The trunk dial relay 200 at its contacts 202 also effects the pulsing of the associated line relay 230 via tube 225 in the manner described heretofore. Relay 230 at its make-before-break contacts 232a and 232b maintains line cut-01f relay 235 operated, and at its contacts 231b holds release control relay 240 operated.
Relay 235 in its operated condition is effective atits contacts 235b, and relay 240 is effective at its contacts 2405, to hold interrupted the connections from line circuit #l to the start lead. Relay 230 at its make-beforebreak contact 232a and 232b applies ground over contacts 241, make-before-break contacts 232a and 232b of relay 230, contacts 235a, and contacts 240a to. terminal #1 of bank 270 in each line-finder switch. As a result a line-finder in search of" a calling line will pass over terminals #1. In that relay 310 does not operate to close,
contacts 311 in a line-finder until the line has been found, ground through contacts 231a, 236 to terminal 1 of bank 265 in all line-finders is rendered noninterfering.
ANSWER When the called party answers, conversation can sue over the established connection.
u RELEASE When the calling party hangs up, the calling subset opens the line loop. The trunk dial relay 200 restores, and at its contacts 201 removes the loop through the impedance coil 220 from the outgoing trunk circuit, which in turn releases the connection at the associated city exchange.
Trunk dial relay 200, at its contacts 202 also opens the circuit of the trunk hold relay 205, and removes ground from the control grid 2250 of tube 225, thus causing the tube to be rendered less conducting, and thereby releasing line relay 239.
Line relay 230 restores, and at its contacts 231b opens the circuit of relay 244i. After the elapse of an interval determined by its slow release, sleeved characteristics, the trunk hold relay 205 releases, in turn releasing the trunk over it. After alonger interval as determined by its slow release, sleeved and slugged characteristics, line release control relay 240 restores, and at its contacts 241 OPTIONAL WIRING FOR FIRST EXCHANGE DIGITS "1 AND It is recalled that for any exchange designation disallowed or restricted, no strapping is provided between the relay groups 430b-430j and 435a-435j. As a result relay 335 is not operated in a call to a restricted exchange, and when relay 325 releases following termination of the dialing of the three digit exchange code, message register 455) will be operated over a circuit extending from ground, over contacts 31%, 334a, 3221), 327b, 331b, 336a, A-wiring option conductor 399, and message register 450 to battery. It is apparent therefore that since relays such as 430a and 430i are not equipped for first digits 1 and 0, a condition similar to the strapping exists and message register 450 will operate with the dialing of l or 0 as the first exchange code digit.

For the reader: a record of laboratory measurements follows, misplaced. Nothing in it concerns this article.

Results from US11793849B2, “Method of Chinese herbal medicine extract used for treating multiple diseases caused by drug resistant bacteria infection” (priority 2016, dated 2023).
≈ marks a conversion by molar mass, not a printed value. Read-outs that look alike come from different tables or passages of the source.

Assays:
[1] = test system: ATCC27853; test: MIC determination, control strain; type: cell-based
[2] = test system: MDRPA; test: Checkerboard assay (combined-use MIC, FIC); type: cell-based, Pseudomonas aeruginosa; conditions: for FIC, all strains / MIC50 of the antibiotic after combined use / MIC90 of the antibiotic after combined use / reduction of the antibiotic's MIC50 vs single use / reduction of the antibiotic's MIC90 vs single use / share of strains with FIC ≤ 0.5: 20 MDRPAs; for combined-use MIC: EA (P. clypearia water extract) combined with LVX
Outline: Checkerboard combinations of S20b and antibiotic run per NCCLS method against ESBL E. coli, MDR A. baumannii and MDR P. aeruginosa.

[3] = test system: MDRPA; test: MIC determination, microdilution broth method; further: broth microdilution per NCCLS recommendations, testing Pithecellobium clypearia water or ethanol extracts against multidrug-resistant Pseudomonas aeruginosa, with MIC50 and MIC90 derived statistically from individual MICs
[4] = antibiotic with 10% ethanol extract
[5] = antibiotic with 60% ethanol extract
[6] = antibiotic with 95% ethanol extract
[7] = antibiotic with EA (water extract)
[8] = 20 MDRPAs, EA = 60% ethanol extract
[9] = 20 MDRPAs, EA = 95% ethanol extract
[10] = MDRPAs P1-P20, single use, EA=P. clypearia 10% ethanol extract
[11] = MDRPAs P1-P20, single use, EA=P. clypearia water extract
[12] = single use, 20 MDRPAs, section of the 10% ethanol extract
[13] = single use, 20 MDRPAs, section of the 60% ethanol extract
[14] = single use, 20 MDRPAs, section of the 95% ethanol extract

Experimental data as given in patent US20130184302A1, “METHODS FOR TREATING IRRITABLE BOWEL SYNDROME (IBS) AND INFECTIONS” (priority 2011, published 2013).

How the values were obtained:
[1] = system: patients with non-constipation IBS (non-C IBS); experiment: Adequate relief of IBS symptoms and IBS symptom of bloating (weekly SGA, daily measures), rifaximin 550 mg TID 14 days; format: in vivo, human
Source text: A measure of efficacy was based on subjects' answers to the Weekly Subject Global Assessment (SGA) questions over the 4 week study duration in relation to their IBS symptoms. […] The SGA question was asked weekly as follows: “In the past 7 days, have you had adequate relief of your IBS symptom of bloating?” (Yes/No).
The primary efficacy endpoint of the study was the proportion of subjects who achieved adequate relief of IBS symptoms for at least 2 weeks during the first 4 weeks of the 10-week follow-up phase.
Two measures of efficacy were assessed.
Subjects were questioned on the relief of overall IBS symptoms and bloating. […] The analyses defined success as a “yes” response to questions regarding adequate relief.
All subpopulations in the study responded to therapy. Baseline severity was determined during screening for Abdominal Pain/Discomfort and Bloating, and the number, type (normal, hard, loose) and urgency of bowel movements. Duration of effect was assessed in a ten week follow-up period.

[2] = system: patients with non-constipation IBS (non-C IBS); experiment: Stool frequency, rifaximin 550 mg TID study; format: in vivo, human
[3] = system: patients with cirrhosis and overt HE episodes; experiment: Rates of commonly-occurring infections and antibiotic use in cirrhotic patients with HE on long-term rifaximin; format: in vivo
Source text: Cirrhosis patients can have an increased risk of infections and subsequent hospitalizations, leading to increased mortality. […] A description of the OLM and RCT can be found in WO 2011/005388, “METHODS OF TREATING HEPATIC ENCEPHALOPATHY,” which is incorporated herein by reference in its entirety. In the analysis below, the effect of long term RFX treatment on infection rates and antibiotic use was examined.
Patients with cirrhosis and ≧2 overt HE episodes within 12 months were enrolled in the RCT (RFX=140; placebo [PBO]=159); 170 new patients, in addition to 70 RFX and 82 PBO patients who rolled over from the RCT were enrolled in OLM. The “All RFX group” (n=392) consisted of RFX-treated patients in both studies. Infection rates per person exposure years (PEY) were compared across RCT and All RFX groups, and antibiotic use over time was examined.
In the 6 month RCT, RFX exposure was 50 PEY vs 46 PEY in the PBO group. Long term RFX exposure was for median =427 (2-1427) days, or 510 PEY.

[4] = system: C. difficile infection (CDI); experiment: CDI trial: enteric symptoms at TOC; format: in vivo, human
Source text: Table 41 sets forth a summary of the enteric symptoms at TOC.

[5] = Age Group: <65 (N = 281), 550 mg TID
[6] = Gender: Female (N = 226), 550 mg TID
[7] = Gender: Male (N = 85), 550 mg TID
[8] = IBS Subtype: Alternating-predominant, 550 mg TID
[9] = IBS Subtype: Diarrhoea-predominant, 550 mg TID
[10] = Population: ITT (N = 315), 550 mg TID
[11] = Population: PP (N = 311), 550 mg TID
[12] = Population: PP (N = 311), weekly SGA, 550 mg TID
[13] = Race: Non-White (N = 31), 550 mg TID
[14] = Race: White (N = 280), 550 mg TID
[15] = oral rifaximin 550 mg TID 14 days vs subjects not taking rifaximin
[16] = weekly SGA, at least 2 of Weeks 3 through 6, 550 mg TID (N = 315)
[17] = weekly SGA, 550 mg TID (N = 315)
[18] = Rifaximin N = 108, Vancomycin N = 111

The disallowance or restriction of dialing 1 and 0 as the first digit of the called exchange designation may be accomplished as described in the above section. However, if it is desired to release the register immediately upon dialling l or 0 as the first digit, optional wiring D and E can be selectively and respectively connected, causing relay 33%) to operate during the. interval between the release of relay320 and 325 following the receipt of the first digit impulses. Such circuit may be traced from battery through the winding of relay 330, D-wiring or E-wiring, terminal 1 or and" wiper 361 of bank 369, contacts 328, 323, 327a, 3221) and 31301 to ground.
Relay 330 restores and at its contacts 332a releases relay 310. As relay 325 subsequently releases, it is effective at its contacts 327i: and 323 to interrupt the circuit of relay 330, and relay 330 releases an interval thereafter as determined by its sleeved slow-to-release characteristics. 7 I
In the interval between the release of relay 325 and the release of relay 3%, an operating circuit is completed for message register relay 45% which extends from ground over contacts 313b, 334a, 322b, 327b, 331b, 336a, A-wiring option, lead 399 and the winding of restriction message register 456 tobattery. As relay 330 subsequently releases, it is effective at its contacts 331B to interrupt the circuit for the message register which restores to register a disallowed or restricted call.
The numerical switch 395 homes to terminals 30 overa circuit which extends from ground over contacts 313b, 334b, off-normal make contacts 397, interrupter con tacts 341, and the winding of magnet 340 to battery. As the switch advances to terminal 30, the off-normal contacts change position to stop the switch. The allowance or non-restriction of dialing "1 and '0 as the first digit of the called exchange designation may be accomplished by selectively and respectively connecting optional wiring X and Y to operate relay 335 during the above described interval between the release of relays 320 and 325 following pulsing of the first digit of the called exchange code.